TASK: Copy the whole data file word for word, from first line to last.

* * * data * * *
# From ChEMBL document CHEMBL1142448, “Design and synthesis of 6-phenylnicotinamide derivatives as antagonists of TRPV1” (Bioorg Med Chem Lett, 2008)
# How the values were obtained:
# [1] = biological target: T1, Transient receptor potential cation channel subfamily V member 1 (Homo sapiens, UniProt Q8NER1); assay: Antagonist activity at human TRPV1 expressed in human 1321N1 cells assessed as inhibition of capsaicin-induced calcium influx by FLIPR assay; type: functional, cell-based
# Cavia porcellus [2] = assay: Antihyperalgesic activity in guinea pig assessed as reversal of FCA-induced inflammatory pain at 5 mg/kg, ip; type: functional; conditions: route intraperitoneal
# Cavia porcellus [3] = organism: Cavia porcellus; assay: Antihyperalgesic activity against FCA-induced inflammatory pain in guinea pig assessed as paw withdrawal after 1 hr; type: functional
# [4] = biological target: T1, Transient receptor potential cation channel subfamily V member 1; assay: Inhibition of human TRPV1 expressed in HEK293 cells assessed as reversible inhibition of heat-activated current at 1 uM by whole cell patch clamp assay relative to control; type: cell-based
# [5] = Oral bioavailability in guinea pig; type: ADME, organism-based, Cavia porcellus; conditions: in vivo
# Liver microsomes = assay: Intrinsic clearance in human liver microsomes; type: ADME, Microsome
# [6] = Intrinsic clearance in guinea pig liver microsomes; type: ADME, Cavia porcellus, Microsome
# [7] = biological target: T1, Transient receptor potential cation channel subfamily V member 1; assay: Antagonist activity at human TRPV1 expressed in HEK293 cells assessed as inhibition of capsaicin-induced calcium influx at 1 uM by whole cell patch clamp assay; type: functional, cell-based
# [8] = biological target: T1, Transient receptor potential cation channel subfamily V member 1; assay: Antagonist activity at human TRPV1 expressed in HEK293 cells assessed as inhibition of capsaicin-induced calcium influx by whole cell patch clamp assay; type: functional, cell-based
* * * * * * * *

# From ChEMBL document CHEMBL1142448, “Design and synthesis of 6-phenylnicotinamide derivatives as antagonists of TRPV1” (Bioorg Med Chem Lett, 2008)
# How the values were obtained:
# [1] = biological target: T1, Transient receptor potential cation channel subfamily V member 1 (Homo sapiens, UniProt Q8NER1); assay: Antagonist activity at human TRPV1 expressed in human 1321N1 cells assessed as inhibition of capsaicin-induced calcium influx by FLIPR assay; type: functional, cell-based
# Cavia porcellus [2] = assay: Antihyperalgesic activity in guinea pig assessed as reversal of FCA-induced inflammatory pain at 5 mg/kg, ip; type: functional; conditions: route intraperitoneal
# Cavia porcellus [3] = organism: Cavia porcellus; assay: Antihyperalgesic activity against FCA-induced inflammatory pain in guinea pig assessed as paw withdrawal after 1 hr; type: functional
# [4] = biological target: T1, Transient receptor potential cation channel subfamily V member 1; assay: Inhibition of human TRPV1 expressed in HEK293 cells assessed as reversible inhibition of heat-activated current at 1 uM by whole cell patch clamp assay relative to control; type: cell-based
# [5] = Oral bioavailability in guinea pig; type: ADME, organism-based, Cavia porcellus; conditions: in vivo
# Liver microsomes = assay: Intrinsic clearance in human liver microsomes; type: ADME, Microsome
# [6] = Intrinsic clearance in guinea pig liver microsomes; type: ADME, Cavia porcellus, Microsome
# [7] = biological target: T1, Transient receptor potential cation channel subfamily V member 1; assay: Antagonist activity at human TRPV1 expressed in HEK293 cells assessed as inhibition of capsaicin-induced calcium influx at 1 uM by whole cell patch clamp assay; type: functional, cell-based
# [8] = biological target: T1, Transient receptor potential cation channel subfamily V member 1; assay: Antagonist activity at human TRPV1 expressed in HEK293 cells assessed as inhibition of capsaicin-induced calcium influx by whole cell patch clamp assay; type: functional, cell-based